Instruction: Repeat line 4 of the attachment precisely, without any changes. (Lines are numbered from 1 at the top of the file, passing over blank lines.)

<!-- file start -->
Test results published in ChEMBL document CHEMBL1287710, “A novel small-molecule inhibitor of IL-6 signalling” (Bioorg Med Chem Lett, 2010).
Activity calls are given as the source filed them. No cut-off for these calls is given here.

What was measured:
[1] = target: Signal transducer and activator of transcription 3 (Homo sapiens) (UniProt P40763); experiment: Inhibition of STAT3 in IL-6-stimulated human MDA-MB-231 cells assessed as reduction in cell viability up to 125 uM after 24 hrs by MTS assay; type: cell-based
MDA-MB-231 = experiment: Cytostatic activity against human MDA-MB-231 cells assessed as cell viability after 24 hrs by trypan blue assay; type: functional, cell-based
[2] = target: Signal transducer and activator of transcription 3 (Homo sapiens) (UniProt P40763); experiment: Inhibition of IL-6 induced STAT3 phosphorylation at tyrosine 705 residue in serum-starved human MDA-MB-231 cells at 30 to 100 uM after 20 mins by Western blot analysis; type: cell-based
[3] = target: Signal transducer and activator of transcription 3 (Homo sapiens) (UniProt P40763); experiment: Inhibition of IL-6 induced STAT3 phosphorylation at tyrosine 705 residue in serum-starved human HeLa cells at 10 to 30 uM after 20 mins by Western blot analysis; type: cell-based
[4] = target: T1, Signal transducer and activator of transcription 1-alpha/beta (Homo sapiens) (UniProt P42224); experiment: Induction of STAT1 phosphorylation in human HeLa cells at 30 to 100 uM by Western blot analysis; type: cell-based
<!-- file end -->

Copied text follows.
[1] = target: Signal transducer and activator of transcription 3 (Homo sapiens) (UniProt P40763); experiment: Inhibition of STAT3 in IL-6-stimulated human MDA-MB-231 cells assessed as reduction in cell viability up to 125 uM after 24 hrs by MTS assay; type: cell-based